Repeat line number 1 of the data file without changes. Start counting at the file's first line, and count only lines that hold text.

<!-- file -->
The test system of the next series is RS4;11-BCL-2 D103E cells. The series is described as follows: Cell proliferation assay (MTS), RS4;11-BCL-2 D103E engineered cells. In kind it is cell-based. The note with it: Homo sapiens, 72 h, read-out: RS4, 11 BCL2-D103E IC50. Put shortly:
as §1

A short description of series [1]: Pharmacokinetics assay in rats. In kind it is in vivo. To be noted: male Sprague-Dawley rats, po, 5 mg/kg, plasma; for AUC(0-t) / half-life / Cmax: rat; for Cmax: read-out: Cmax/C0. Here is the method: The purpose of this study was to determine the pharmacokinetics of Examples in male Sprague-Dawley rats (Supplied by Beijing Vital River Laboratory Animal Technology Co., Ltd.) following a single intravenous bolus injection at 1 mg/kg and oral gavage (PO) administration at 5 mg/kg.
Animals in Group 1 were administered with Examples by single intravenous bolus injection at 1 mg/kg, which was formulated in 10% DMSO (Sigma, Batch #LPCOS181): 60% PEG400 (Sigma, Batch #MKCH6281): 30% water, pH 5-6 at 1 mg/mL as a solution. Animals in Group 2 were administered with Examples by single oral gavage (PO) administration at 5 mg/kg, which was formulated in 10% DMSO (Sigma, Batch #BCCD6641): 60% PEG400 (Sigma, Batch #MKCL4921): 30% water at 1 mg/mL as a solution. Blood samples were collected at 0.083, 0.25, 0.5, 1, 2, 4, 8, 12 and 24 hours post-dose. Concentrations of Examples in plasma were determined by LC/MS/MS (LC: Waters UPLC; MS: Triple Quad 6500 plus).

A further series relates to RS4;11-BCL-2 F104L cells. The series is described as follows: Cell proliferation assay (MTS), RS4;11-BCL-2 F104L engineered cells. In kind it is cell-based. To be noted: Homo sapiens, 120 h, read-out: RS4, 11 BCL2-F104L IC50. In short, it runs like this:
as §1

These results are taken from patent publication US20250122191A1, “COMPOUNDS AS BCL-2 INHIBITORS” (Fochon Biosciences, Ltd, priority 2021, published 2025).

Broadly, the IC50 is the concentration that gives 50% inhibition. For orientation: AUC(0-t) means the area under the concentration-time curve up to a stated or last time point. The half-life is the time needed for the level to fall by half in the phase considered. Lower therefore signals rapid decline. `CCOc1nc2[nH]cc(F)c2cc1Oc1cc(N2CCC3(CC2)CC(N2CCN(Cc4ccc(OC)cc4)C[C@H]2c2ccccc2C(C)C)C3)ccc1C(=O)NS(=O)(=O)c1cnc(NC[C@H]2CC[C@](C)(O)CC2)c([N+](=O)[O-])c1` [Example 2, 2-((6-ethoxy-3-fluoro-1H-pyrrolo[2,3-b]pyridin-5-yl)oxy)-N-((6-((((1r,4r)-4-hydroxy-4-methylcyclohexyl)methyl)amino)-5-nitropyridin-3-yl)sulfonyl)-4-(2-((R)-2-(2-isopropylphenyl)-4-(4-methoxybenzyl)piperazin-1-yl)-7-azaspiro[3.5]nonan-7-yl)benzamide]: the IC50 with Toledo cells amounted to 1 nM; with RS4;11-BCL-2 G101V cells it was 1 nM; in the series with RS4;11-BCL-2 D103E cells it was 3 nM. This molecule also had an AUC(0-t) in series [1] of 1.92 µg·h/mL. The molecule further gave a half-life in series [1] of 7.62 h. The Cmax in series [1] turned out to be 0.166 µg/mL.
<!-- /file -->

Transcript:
The test system of the next series is RS4;11-BCL-2 D103E cells. The series is described as follows: Cell proliferation assay (MTS), RS4;11-BCL-2 D103E engineered cells. In kind it is cell-based. The note with it: Homo sapiens, 72 h, read-out: RS4, 11 BCL2-D103E IC50. Put shortly: